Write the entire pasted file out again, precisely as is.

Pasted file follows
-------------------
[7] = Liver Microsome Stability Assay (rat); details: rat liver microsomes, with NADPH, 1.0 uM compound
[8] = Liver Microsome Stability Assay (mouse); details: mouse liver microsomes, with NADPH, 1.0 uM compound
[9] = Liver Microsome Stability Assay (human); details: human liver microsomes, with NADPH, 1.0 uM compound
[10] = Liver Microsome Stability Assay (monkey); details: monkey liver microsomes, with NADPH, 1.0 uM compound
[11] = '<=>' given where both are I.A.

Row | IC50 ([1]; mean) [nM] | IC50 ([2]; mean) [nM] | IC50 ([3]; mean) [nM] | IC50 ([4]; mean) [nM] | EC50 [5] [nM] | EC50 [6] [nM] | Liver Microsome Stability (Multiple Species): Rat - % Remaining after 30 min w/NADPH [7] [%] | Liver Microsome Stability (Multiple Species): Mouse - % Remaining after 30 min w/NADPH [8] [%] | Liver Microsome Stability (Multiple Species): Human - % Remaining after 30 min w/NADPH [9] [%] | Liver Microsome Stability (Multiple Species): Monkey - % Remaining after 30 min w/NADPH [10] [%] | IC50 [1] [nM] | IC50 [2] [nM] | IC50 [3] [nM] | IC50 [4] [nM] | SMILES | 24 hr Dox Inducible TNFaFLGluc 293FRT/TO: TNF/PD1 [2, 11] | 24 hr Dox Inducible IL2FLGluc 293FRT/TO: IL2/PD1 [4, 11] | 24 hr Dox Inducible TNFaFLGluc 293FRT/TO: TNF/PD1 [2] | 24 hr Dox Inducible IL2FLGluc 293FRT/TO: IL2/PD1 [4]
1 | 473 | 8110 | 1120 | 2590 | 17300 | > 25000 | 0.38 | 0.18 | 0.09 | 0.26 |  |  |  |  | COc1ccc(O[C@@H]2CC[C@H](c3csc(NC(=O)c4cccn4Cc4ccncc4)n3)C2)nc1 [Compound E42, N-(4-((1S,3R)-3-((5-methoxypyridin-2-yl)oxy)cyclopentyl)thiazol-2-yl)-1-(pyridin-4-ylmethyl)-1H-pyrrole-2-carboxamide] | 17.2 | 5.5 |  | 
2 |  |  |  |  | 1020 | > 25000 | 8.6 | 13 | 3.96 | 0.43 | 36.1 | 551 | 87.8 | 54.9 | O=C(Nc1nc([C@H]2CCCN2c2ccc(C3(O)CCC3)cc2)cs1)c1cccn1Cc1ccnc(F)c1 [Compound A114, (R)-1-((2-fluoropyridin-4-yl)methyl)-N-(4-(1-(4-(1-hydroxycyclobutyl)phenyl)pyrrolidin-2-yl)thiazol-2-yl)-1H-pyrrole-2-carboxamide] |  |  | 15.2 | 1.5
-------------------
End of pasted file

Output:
[7] = Liver Microsome Stability Assay (rat); details: rat liver microsomes, with NADPH, 1.0 uM compound
[8] = Liver Microsome Stability Assay (mouse); details: mouse liver microsomes, with NADPH, 1.0 uM compound
[9] = Liver Microsome Stability Assay (human); details: human liver microsomes, with NADPH, 1.0 uM compound
[10] = Liver Microsome Stability Assay (monkey); details: monkey liver microsomes, with NADPH, 1.0 uM compound
[11] = '<=>' given where both are I.A.

Row | IC50 ([1]; mean) [nM] | IC50 ([2]; mean) [nM] | IC50 ([3]; mean) [nM] | IC50 ([4]; mean) [nM] | EC50 [5] [nM] | EC50 [6] [nM] | Liver Microsome Stability (Multiple Species): Rat - % Remaining after 30 min w/NADPH [7] [%] | Liver Microsome Stability (Multiple Species): Mouse - % Remaining after 30 min w/NADPH [8] [%] | Liver Microsome Stability (Multiple Species): Human - % Remaining after 30 min w/NADPH [9] [%] | Liver Microsome Stability (Multiple Species): Monkey - % Remaining after 30 min w/NADPH [10] [%] | IC50 [1] [nM] | IC50 [2] [nM] | IC50 [3] [nM] | IC50 [4] [nM] | SMILES | 24 hr Dox Inducible TNFaFLGluc 293FRT/TO: TNF/PD1 [2, 11] | 24 hr Dox Inducible IL2FLGluc 293FRT/TO: IL2/PD1 [4, 11] | 24 hr Dox Inducible TNFaFLGluc 293FRT/TO: TNF/PD1 [2] | 24 hr Dox Inducible IL2FLGluc 293FRT/TO: IL2/PD1 [4]
1 | 473 | 8110 | 1120 | 2590 | 17300 | > 25000 | 0.38 | 0.18 | 0.09 | 0.26 |  |  |  |  | COc1ccc(O[C@@H]2CC[C@H](c3csc(NC(=O)c4cccn4Cc4ccncc4)n3)C2)nc1 [Compound E42, N-(4-((1S,3R)-3-((5-methoxypyridin-2-yl)oxy)cyclopentyl)thiazol-2-yl)-1-(pyridin-4-ylmethyl)-1H-pyrrole-2-carboxamide] | 17.2 | 5.5 |  | 
2 |  |  |  |  | 1020 | > 25000 | 8.6 | 13 | 3.96 | 0.43 | 36.1 | 551 | 87.8 | 54.9 | O=C(Nc1nc([C@H]2CCCN2c2ccc(C3(O)CCC3)cc2)cs1)c1cccn1Cc1ccnc(F)c1 [Compound A114, (R)-1-((2-fluoropyridin-4-yl)methyl)-N-(4-(1-(4-(1-hydroxycyclobutyl)phenyl)pyrrolidin-2-yl)thiazol-2-yl)-1H-pyrrole-2-carboxamide] |  |  | 15.2 | 1.5